A pet deer killed a professional hunter in County Cork, Ireland on Tuesday. The man was reportedly trying to feed the stag when it gored him.
The Duhallow Hunt Kennels had raised the stag in question and kept it on their grounds as a pet, Newsweek reports. It is unclear what prompted the stag to attack, but it gored and trampled the hunter, killing him.
Hunter Was Father of Three
Stags can be hazardous during breeding season, which lasts from September through December. The increased testosterone levels drive the males to become extra aggressive, sometimes leading them to attack humans or vehicles.
The hunter, Ger Withers, 45, was the father of three young children: twins and a toddler. His wife Maria contacted local authorities when he failed to return home on Tuesday night.
The Irish national police force sent officers to the scene of the accident, where they found the hunter’s body. They brought him straight to the mortuary at Cork University Hospital. A coroner there then pronounced him dead.
Authorities are still looking into the circumstances of the accident. According to Radio Teilifis Eirann, an inquiry into the man’s death will take place later this year.
A Skilled Huntsman
Withers was reportedly a regular in the town around the kennels. He hunted with Old English hounds and had a reputation as a skilled huntsman.
The Duhallow Hunt Kennels are in Liscarroll. The tiny village in County Cork had a population of 249 as of the 2016 Census, per Newsweek.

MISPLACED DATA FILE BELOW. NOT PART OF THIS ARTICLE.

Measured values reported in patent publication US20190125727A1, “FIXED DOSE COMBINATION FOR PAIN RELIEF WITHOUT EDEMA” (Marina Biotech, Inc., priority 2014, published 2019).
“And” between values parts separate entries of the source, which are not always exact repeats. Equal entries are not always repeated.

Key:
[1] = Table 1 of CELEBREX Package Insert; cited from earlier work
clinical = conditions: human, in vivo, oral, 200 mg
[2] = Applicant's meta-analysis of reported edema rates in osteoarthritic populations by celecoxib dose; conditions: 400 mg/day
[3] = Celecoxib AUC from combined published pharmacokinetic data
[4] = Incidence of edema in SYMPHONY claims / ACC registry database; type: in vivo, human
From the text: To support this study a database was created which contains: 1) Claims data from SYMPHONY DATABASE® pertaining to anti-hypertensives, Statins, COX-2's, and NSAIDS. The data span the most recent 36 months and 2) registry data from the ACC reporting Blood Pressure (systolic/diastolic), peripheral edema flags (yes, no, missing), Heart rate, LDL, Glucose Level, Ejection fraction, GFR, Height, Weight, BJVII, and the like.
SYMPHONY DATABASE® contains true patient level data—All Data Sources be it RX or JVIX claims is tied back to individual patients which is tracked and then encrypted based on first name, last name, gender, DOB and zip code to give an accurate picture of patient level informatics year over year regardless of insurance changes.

Sir William Wrixon Becher founded the kennels in 1800. The dogs there are supposedly the oldest foxhound pack in Ireland.
Duhallow Hunt chairman Pat Fleming said the club was “devastated” at the hunter’s death. Withers was employed at Duhallow and was said to be doing his job at the time of the attack.
Fleming also extended his sympathies to Withers’ wife and children.
Withers was popular with the entire Duhallow Hunt community, and multiple contributors to the Irish Deer Commission social media site said they were extremely upset at his death.
The Duhallow Hunt Kennels released a statement extending their condolences to Withers’ family and friends.
“Ger was a gifted huntsman and had a unique and magic bond with his beloved hounds,” the club said in the statement. “He was universally liked and respected by everyone who had the pleasure of meeting with him.”
It is standard practice to keep deer, sheep and other animals at kennels so as to get the foxhounds accustomed to them. That way, the hounds do not chase any animals besides foxes when they’re out on a hunt.